"This is a Samsung Galaxy S4 with the same software experience we ship on our Nexus devices. It's Google's take on Android and it feels awesome on the S4," said Google VP Hugo Barra.
It's good news for everyone. Google can sell a powerful LTE phone that doesn't compete with Nexus 4 because it's more expensive. Samsung has access to Google's software updates, so there's less work to keep up with the new Android versions. Developers can buy a Nexus version of the most popular Android phone and can even use a MicroSD card, replace the battery, use a physical home button and two other capacitive buttons. People who want to buy a Galaxy S4, but don't like Samsung's TouchWiz software, no longer have to rely on custom ROMs. Projects like CyanogenMod will do a better job of supporting Galaxy S4. Even if you buy the regular Galaxy S4, you'll get better software, whether you stick with Samsung's software or you install a custom ROM.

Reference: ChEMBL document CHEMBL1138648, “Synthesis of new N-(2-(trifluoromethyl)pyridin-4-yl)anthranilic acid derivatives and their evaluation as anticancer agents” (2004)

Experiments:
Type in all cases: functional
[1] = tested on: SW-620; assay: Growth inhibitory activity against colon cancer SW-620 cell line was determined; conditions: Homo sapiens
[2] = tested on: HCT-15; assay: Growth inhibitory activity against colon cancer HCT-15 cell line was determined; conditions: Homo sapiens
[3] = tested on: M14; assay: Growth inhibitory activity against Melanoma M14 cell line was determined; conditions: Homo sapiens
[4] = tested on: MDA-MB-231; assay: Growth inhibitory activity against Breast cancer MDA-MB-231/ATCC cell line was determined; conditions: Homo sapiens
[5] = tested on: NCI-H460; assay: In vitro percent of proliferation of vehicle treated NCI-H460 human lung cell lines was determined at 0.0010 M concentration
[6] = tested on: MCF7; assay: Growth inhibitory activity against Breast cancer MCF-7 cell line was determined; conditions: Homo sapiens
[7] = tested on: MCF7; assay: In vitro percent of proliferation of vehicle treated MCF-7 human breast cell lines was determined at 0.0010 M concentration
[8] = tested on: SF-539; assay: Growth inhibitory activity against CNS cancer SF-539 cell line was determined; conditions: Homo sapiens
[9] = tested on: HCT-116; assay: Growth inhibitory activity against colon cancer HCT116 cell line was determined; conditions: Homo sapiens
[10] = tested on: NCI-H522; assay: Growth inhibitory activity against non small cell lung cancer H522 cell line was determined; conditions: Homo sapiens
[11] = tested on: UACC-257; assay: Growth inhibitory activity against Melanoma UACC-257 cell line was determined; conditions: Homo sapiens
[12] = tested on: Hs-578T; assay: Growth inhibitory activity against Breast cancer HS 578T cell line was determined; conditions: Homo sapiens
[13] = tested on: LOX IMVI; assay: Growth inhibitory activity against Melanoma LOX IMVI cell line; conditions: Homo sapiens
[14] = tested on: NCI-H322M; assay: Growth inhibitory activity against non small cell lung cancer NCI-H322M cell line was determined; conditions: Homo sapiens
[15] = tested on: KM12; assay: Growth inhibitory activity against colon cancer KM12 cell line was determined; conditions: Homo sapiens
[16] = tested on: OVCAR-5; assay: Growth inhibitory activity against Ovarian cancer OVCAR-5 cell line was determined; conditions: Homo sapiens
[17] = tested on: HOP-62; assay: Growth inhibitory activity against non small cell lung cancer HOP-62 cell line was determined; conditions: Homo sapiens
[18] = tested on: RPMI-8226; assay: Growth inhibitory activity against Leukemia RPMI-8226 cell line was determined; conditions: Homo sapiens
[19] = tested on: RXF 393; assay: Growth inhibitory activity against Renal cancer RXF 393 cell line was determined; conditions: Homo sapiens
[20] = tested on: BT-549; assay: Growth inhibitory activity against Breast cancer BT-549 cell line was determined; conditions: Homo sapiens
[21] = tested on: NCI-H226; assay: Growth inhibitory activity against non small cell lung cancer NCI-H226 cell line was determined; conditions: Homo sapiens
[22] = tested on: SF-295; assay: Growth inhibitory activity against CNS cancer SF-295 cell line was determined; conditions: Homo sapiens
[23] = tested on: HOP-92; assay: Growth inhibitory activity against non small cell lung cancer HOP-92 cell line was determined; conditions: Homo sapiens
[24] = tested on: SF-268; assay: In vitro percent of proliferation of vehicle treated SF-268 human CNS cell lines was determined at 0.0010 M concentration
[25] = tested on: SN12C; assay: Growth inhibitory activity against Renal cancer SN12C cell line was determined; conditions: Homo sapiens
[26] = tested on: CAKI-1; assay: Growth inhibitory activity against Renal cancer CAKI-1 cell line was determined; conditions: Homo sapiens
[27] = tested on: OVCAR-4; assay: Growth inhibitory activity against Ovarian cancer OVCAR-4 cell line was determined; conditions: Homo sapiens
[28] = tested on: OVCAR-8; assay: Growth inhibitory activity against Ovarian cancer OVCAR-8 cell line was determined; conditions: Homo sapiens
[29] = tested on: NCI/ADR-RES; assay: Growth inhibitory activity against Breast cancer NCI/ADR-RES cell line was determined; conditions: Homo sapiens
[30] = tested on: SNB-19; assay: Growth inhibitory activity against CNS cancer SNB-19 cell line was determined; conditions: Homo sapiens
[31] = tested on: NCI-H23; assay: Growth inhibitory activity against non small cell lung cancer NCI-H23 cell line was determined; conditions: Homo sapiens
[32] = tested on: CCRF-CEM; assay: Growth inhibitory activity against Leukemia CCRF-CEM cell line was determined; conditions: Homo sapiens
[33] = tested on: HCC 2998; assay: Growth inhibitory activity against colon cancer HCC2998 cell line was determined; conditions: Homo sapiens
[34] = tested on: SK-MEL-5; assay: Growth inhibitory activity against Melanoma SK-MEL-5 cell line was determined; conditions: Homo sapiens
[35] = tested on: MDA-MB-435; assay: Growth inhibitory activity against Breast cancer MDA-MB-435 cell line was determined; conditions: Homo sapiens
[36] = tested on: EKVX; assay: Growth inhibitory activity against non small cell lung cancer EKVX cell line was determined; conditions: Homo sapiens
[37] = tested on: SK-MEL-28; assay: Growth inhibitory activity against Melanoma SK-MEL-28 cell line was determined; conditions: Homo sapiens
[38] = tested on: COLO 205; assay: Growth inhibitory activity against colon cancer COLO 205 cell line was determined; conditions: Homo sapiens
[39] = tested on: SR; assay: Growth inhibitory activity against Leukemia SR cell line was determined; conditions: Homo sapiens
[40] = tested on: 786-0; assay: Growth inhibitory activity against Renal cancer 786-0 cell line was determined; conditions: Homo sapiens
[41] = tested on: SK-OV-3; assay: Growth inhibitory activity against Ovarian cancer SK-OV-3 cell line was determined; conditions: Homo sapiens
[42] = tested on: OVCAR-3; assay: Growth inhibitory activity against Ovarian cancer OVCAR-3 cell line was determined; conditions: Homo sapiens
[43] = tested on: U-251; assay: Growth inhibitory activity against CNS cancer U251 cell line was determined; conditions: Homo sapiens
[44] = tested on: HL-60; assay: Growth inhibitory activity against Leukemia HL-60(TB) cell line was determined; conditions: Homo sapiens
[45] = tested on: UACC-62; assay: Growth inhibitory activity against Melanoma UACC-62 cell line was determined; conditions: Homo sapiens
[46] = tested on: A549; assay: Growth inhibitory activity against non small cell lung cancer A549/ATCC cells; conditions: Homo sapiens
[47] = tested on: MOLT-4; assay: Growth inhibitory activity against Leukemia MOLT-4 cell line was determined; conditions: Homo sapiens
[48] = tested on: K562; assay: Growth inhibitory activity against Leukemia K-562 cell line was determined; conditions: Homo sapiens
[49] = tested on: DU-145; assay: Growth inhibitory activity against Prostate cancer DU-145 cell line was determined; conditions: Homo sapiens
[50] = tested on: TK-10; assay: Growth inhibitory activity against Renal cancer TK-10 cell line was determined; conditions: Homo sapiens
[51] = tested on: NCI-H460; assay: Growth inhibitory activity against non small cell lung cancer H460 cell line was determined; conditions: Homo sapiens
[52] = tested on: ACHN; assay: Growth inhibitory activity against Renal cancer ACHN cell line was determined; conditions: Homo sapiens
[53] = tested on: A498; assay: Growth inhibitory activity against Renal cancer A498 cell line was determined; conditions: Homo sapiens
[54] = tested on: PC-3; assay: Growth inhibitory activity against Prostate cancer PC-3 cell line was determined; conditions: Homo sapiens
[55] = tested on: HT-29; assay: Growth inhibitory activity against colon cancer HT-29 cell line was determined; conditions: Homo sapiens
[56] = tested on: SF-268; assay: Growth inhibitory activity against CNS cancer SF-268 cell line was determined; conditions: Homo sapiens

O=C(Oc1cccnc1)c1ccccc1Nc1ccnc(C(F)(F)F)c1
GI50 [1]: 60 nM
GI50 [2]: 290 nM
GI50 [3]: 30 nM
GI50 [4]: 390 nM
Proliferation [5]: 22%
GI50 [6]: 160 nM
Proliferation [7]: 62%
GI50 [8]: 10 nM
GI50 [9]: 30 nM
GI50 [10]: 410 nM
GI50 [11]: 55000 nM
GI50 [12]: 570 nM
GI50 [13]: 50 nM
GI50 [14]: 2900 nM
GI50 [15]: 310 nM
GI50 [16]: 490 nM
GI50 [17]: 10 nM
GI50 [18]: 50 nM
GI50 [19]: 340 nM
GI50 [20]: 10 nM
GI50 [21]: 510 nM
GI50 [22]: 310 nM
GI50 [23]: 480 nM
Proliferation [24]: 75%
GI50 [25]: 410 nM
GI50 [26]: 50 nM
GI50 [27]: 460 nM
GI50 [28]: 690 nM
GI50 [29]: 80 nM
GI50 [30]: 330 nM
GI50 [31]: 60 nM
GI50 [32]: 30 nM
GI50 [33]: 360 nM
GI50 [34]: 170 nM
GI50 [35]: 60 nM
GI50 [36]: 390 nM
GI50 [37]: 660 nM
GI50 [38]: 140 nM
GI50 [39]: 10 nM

Samsung manufactured 2 other Nexus phones (Nexus S - 2010, Galaxy Nexus - 2011) and a Nexus tablet (Nexus 10 - 2012).